Assessment sticker shock: Property values — and taxes — keep rising in suburbs

Commercial and industrial property assessments are about 90% higher this year than in 2018
July 09, 2019 12:00PM

From left: One Century Centre office building in Schaumburg, Fritz Kaegi, and Amli apartment complex in Evanston

From left: One Century Centre office building in Schaumburg, Fritz Kaegi, and Amli apartment complex in Evanston

Updated July 9, 4:57 p.m. Since taking office more than six months ago, Cook County Assessor Fritz Kaegi has assessed the total value of north suburban commercial and industrial properties about 90 percent higher on average than last year, an effort he says brings the properties more in line with their actual worth.

The sharpest increases have been in Evanston and Barrington, according to Crain’s, which first reported on the county assessor’s numbers.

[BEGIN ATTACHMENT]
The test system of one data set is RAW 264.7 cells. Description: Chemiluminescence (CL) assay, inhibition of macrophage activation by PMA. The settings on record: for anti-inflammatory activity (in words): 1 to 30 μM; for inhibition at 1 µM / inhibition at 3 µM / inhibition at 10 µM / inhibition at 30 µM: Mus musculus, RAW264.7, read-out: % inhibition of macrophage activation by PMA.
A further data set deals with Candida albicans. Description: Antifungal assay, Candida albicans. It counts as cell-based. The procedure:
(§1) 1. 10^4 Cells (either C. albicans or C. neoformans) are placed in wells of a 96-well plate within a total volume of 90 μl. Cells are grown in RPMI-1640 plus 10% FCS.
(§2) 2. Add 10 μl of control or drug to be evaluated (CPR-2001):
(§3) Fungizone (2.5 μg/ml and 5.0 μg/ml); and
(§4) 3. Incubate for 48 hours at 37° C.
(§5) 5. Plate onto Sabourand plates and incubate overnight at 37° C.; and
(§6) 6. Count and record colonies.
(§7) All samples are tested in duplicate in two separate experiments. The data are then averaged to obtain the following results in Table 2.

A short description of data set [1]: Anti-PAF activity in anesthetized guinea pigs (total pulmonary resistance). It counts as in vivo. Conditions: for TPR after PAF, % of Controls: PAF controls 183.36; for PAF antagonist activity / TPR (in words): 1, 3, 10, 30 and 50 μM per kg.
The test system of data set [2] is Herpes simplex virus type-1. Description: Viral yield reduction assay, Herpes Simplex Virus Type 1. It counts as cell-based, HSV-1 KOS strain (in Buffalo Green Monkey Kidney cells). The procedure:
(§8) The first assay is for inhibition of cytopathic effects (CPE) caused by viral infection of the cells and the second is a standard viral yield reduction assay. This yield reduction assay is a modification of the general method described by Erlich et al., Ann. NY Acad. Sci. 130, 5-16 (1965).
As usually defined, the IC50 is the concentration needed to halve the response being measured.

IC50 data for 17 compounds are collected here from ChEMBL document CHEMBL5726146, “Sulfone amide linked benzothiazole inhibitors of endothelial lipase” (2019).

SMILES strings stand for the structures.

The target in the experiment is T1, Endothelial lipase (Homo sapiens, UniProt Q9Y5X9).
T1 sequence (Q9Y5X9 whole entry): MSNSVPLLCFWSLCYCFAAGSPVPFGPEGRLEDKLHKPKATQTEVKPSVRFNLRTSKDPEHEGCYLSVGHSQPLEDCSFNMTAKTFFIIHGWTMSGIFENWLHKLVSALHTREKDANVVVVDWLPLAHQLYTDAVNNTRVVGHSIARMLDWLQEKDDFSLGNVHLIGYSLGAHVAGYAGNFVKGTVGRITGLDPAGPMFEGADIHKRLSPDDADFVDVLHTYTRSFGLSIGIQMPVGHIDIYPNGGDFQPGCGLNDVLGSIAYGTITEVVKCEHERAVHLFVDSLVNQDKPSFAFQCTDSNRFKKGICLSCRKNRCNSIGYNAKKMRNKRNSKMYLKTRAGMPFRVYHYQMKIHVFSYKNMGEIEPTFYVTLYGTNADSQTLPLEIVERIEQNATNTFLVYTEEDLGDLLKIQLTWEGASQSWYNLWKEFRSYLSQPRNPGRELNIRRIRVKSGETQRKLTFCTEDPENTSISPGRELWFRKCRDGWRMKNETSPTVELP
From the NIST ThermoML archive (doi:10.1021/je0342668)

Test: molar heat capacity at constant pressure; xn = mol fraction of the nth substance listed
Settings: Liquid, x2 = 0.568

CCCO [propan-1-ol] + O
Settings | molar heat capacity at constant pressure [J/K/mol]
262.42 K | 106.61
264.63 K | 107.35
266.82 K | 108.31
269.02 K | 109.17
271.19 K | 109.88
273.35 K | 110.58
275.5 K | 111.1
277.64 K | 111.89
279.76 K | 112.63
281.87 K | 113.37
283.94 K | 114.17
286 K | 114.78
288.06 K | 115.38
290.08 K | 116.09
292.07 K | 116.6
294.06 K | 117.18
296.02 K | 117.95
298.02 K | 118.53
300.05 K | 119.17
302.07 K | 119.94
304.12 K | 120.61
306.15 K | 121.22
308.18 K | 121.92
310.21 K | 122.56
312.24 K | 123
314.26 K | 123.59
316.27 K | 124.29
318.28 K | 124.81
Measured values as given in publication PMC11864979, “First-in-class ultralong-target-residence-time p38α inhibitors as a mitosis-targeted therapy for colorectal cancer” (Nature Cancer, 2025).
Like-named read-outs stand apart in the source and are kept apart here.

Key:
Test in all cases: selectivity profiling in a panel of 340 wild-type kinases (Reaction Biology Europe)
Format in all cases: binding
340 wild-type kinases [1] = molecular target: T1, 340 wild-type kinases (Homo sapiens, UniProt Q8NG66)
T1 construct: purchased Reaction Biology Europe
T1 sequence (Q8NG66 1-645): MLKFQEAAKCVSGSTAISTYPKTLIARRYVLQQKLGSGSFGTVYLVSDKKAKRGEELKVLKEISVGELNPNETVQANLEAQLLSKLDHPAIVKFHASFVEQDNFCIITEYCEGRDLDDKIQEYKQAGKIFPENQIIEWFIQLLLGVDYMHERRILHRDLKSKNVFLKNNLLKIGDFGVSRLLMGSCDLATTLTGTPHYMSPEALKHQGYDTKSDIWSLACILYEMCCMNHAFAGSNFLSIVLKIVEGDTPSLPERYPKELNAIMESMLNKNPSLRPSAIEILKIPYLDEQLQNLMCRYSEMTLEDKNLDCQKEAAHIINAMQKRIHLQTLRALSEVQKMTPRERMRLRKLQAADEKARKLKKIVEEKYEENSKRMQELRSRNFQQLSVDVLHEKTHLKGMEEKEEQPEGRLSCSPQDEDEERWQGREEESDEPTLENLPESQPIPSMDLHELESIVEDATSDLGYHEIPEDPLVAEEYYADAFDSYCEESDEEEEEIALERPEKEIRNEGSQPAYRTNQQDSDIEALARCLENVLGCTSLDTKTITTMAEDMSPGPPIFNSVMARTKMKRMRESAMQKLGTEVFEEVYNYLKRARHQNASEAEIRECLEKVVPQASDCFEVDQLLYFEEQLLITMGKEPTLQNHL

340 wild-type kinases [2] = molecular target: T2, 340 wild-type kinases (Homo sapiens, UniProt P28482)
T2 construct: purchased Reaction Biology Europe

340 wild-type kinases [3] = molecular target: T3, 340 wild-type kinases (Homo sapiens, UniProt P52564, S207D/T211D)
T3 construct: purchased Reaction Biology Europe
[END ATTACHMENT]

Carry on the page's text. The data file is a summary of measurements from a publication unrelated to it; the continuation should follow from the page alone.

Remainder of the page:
The move has alarmed some real estate investors, who say the sudden tax hike could force them to scrap planned apartment and office buildings.

Residential property valuations also rose, though less dramatically, jumping almost 17 percent on average between 2018 and this year. The fastest increases were recorded in the O’Hare-area suburbs of Norridge and Harwood Heights, which saw assessed home values spike 27 percent.

Kaegi has said his team is simply following valuation data more closely than his predecessor, Joe Berrios, whose “imaginary” capitalization rate calculations lowered the tax burden on some commercial properties, he said.

Kaegi calculated a 6 percent capitalization rate for apartments in the suburbs of Northbrook, Glenview and Northfield, where Berrios used a 10.5 percent rate, according to Crain’s. A lower rate indicates a higher property value, and commercial properties in wealthier areas rarely post rates over 8 percent.

Kaegi championed a bill in Springfield that would have required large commercial property owners to turn over income data for more accurate assessments, but the bill never made it to the floor of the state House of Representatives. [Crain’s] — Alex Nitkin